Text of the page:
Business review from the Economist
The Immelt era comes to an end after 16 years at General Electric
Jeffrey Immelt decided to retire as General Electric's chief executive and chairman, to be replaced by John Flannery, who runs its health care division. Immelt took over the reins at GE from Jack Welch in 2001. He reconstructed the unwieldy conglomerate, selling off most of GE Capital, which had been a money-spinner until the financial crisis. But GE shares are today worth a third less than when Immelt became CEO.
Travis Kalanick announced that he would step aside as Uber's chief executive for an unspecified period of time, as the firm endorsed the recommendations from an independent review into its abrasive corporate culture. These include appointing an independent chairman and a committee to oversee reforms to Uber's turbocharged management style, which has been blamed for a series of PR disasters, mostly related to sexism.
The Federal Reserve lifted the range for its benchmark interest rate to between 1 percent and 1.25 percent. It was the second increase this year; the central bank has suggested that it will raise rates three times in 2017. The Fed also laid out plans for the gradual "normalization" of its balance sheet after soaking up $3.5 trillion in bonds and other assets as part of its quantitative easing program.
The central bank in Iceland cut its main interest rate by a quarter of a percentage point, to 4.5 percent. It was the second consecutive cut by the bank following an unexpected contraction of GDP in the first quarter.
Britain's rate of inflation rose to 2.9 percent in May, up from 2.7 percent in April and the highest level in four years. Retailers' import costs have jumped because of the fall in the pound, and they are starting to pass those costs on to consumers.
The U.S. Treasury Department published its proposals on financial regulations. The changes would rip up some of the edicts introduced under the Obama administration, reduce the powers of the Consumer Financial Protection Bureau and dilute, but not overturn, the Volcker rule, which stops big banks from making certain kinds of risky speculative bets.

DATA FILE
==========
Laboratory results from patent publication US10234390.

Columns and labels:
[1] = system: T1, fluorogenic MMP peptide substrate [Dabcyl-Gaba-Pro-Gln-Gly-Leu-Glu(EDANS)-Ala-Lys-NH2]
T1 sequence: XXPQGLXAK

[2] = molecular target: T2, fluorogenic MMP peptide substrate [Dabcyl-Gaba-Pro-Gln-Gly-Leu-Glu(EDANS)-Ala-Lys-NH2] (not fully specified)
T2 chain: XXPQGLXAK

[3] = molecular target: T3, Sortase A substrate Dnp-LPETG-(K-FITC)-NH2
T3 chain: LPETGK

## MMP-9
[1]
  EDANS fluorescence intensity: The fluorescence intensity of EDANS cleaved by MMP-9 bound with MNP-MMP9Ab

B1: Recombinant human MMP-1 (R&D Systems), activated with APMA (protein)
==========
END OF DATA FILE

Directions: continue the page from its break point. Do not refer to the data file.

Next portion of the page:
Microsoft announced a revamp of its gaming console, the Xbox One, at E3, the industry's annual showcase. Competing with Sony's PlayStation 4, the new Xbox One X aims to improve performance at the high end of the gaming industry. The hitch: it costs $100 more than the updated PS4 Pro that was launched late last year.
Aldi and Lidl, two big discount supermarket chains loved by frugal shoppers throughout Europe, are expanding in the United States. Lidl opened its first stores this week and Aldi, which has been operating in the U.S. since 1976, announced plans to open 900 new stores. The German merchants have been a disruptive force in retailing. Walmart beware.
Wu Xiaohui, the boss of Anbang, one of China's biggest financial-services companies, was reportedly detained by officials investigating alleged financial crimes. The firm said he was "temporarily unable to fulfill his role for personal reasons."
Global politics from the Economist
Macron gets a solid majority in the French legislature
The final piece of France's electoral puzzle fell into place on Sunday, when voters handed Emmanuel Macron's party a solid majority of seats in the National Assembly. La République en Marche, the president's political movement, won about 359 of the 577 seats. This gives Macron a handsome working majority. After first-round voting on June 11, polls suggested LRM might grab more than 400 seats.
Hundreds of people were arrested in protests held in dozens of Russian cities. They were organized by Aleksei Navalny, an anti-corruption activist who plans to run against Vladimir Putin in presidential elections next year. Navalny was arrested and jailed for 30 days.
Coalition negotiations in the Netherlands collapsed after the GreenLeft party refused to support restrictive asylum policies.
Steve Scalise, a senior Republican congressman, was wounded by a gunman during a practice session for Congress' annual baseball game. The gunman, who died after a shootout with police, was an anti-Trump fanatic.
Donald Trump delegated to the Pentagon the authority to decide the number of U.S. soldiers in Afghanistan. The generals had requested up to 5,000 more troops.
North Korea released in a comatose state Otto Warmbier, an American student arrested in 2016 and sentenced to hard labor for stealing a propaganda poster. Warmbier died Monday.